While even the most ardent proponents of homeschooling such as myself know numbers won’t be that large when all is said and done, we also know that just 5 or 10 percent of families leaving government school would be significant. Consider this: If 5 percent of government school students in Mississippi decided to homeschool, that would represent between 20,000-25,000 new homeschoolers. That would double the number of homeschoolers in the state overnight. Imagine it was 10 percent. That’s close to 50,000 kids leaving government schools, probably the number of kids in private school in the state today.
This has naturally led to the attacks on homeschooling we have seen, for a couple reasons. One, every student that leaves government school in Mississippi takes $10,000 with him or her. Obviously, the family doesn’t keep that money for their education, but neither does the government school. Therefore, funding would decrease as the students that are being educated decreases.
The other attack comes from those who believe government, not the parent, should control children. This is partially driven by a dislike for those who are religious. There is a certain belief from the elites that they are smarter than anyone who is religious, along with a general belief that it is the government’s responsibility to raise your child.
One positive of this growing competition is schools are transitioning and offering new options to families. MDE is outlining various reopening models, including hybrid virtual learning and a full-time online program. In Tupelo, students will have the opportunity to do a full distance learning program. Will other schools follow? Probably.
The easiest answer for the future of education is we don’t know what it will look like, just that it will be different. And that’s a good thing. Because just maybe this experience of being homeschoolers by necessity has shown us how we can do education differently.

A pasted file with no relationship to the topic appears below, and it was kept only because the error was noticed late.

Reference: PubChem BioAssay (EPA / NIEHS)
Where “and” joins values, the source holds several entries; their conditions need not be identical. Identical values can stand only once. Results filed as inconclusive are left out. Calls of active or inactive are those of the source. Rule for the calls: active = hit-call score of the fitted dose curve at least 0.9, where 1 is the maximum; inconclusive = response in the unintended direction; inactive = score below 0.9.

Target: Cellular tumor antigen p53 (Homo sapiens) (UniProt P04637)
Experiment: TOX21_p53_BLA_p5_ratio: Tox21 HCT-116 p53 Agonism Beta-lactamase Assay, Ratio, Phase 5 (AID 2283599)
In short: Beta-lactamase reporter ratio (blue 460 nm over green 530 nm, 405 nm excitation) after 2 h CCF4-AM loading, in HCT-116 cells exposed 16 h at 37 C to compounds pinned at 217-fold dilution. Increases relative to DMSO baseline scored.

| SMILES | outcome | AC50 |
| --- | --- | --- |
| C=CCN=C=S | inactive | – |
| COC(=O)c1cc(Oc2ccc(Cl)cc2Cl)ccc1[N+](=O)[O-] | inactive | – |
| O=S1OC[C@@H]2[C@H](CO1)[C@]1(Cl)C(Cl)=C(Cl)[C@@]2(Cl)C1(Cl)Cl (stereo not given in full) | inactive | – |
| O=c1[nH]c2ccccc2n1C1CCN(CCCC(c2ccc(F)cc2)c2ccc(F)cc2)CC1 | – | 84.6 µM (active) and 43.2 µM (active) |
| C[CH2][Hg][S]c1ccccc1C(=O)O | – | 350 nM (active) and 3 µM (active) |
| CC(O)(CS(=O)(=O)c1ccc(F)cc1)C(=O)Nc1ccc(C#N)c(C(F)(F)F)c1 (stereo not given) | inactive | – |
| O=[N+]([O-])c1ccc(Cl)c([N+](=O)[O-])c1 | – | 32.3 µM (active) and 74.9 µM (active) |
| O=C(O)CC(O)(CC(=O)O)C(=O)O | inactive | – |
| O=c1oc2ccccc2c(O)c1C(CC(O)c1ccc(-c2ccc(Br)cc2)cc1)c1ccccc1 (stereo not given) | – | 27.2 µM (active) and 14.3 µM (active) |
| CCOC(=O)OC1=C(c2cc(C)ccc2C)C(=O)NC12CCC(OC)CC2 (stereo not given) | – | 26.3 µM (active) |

Because when a child is receiving an individualized education, a couple things happen. If a student is excelling at a subject, you can move forward as fast you would like. If you need more material, you can access it. YouTube might be a place for funny videos, but it is an immense library of knowledge if used properly. If there is something your child is interested in, chances are you can find something online to supplement their learning needs.
Similarly, if your child is struggling you can take a step back. Go slower. Maybe take a break on that subject for a couple weeks. It’s not unusual for homeschoolers to be, for example, doing one subject at a 5th grade level and another at a 2nd or 3rd grade level. In fact, the more you do this, the more you’ll learn that numbers and grades don’t really matter. Just learning.
You’ll also learn that as opposed to this idea that you can’t socialize, there are as many groups and extracurricular activities as you would like. Just as long as we’re not all quarantined.
For those who are looking for glimmers of hope through the tragedy that came with the pandemic, perhaps a new approach to education away from the industrial model will be something that remains.